With the final monster defeated, he found a quiet spot on top of the beast’s carapace to think. Always a good hand with numbers, he tabulated how much he earned versus how much the raid cost him to run. The more granular he got, the more he felt the joy from clearing the encounter slide through his fingers.

“Lesse…so, made 1500 gold this run. Minus teleportation fees, reagents, crafting bench time, the standard fee for using another alchemist’s equipment, and repairing the table he melted through, that would come out to a net profit of…650 gold, give or take. And some of that would be eaten by the damnable durability system. Whoever thought that a game was improved by making your equippables break deserves a firm beat about the head with a broken hammer haft, that’s for damn sure.”

It all came down to 225 gold as a net profit from running a raid that lasted well into three hours after the two wipeouts. He wouldn’t be able to buy a magic thong for that amount, let alone a magic robe. And his powers refused to work with someone in armour heavier than thick wool, so none of the super cool armour pieces that dropped in the raid could be used either. It was like he was busting his ass but receiving as many rewards as he would if he was watching on a streaming site. Less, even, since those sometimes had loyalty perks.

Graka approached him as the raid group broke up, individual members flicking out of existence as they logged off or teleported back to their home cities. Behind her, Pu$$ymaster gave him a scowl from across the room before porting out.

“Good heals today as always, Asclepius,” she said, using Jane’s character name. “That said, I had a complaint from the off tank, about leaving him to die?”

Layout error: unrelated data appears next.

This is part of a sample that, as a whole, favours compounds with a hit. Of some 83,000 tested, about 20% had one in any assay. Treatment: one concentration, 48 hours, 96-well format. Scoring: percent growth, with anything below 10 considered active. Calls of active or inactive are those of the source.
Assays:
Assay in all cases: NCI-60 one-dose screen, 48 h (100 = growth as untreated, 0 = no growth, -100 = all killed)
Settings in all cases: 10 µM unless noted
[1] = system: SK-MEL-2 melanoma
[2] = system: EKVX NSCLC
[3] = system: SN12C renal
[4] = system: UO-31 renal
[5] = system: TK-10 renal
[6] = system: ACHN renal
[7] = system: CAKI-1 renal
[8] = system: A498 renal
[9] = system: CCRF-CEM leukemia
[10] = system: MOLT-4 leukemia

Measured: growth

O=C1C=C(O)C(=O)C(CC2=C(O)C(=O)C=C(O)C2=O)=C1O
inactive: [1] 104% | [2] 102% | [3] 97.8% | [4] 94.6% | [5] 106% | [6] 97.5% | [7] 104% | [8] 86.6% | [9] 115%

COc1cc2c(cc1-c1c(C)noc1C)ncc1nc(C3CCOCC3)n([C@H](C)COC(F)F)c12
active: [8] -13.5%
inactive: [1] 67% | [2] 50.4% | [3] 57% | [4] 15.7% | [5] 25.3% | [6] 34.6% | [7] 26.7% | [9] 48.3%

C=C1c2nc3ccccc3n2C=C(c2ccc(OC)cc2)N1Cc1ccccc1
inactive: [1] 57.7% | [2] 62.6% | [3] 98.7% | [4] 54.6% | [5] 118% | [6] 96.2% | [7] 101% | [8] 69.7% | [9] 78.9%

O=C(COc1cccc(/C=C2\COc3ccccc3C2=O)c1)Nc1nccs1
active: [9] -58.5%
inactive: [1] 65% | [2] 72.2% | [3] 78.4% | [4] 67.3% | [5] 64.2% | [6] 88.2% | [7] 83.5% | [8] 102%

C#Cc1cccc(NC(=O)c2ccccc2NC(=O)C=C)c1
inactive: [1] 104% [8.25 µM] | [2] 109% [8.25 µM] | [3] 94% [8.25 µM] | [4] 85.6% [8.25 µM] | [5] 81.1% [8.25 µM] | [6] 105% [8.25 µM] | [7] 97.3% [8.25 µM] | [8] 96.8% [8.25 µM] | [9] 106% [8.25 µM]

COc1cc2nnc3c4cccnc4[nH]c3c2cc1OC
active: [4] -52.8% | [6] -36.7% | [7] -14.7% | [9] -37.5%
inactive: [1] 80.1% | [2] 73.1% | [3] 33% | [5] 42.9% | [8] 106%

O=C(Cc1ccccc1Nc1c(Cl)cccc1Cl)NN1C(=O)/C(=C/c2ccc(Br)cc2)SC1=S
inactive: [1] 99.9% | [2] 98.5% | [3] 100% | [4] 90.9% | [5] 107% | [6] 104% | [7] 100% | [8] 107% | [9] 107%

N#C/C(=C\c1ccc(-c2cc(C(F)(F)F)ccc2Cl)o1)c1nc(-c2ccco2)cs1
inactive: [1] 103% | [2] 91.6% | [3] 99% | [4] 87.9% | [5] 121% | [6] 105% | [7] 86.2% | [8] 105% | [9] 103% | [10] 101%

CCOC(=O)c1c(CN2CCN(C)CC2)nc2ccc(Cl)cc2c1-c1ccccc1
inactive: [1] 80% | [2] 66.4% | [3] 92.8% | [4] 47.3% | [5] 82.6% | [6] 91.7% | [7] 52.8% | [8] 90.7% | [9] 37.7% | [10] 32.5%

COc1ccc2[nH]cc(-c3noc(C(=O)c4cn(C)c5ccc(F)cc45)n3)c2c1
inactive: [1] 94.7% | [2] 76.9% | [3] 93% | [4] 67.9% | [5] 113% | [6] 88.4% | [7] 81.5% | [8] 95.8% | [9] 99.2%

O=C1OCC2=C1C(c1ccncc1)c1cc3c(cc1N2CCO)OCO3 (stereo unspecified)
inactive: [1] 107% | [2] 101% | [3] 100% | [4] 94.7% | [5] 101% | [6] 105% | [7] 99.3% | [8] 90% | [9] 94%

The mask of civility slipped. “Yeah, I did. He kept standing in the noob traps! With all that Tier III gear you’d think he’d glance at the floor for threat icons once in a while!” Realizing that he’d yelled all of that out, he closed his eyes and tried to centre himself. Graka wasn’t the source of his woes. It was foolish to take it out on her.

The orc woman placed a hand on his shoulder. Out of game, Graka was a nurse from Iowa, standing just over 5 feet. In game, she was an Amazonian titan who could strike down almost any foe that opposed her. Her hand weighed him down, though her grip was nothing but the gentle reassurance of a comrade.

“I understand. From what I saw, it couldn’t have been easy keeping him alive. But he might be our only option for a while. Isaias is graduating and likely won’t be around to off-tank anymore, and Michele can’t do Fridays. We need new blood to keep the schedule running. Guildless tanks with endgame gear aren’t that common. I’ll keep looking, but for now, he’s who we got.”

Jane muttered something about doing better, and she took a portal out herself. She was long gone before he thought to bring up that healers were a precious commodity too! More grumbling, and he wondered why the hell he even played this stupid game.

His in-game menu had the real world time next to the in-game time. His night shift at the warehouse was in an hour. Feeling weary instead of reluctant to leave, he keyed the escape button and waited to be tossed back into the real world.


Something was wrong.

Instead of his senses returning to normal as the neural link powered down, there was just a black void. He was still in the game, but not in the game space. Great, a crash. Safeguards would keep him from being locked in like this, however. All he had to do was-

“Wait!” a voice said. He wasn’t alone in the void. A woman floated into sight, lowering from high above him. She had long, silver hair that flowed around her as if suspended in water. Her eyes glowed with an ethereal green colour one would never find in nature. She reached out to him with slender fingers. “Don’t leave just yet. I’d like to talk with you for a moment, if I may?”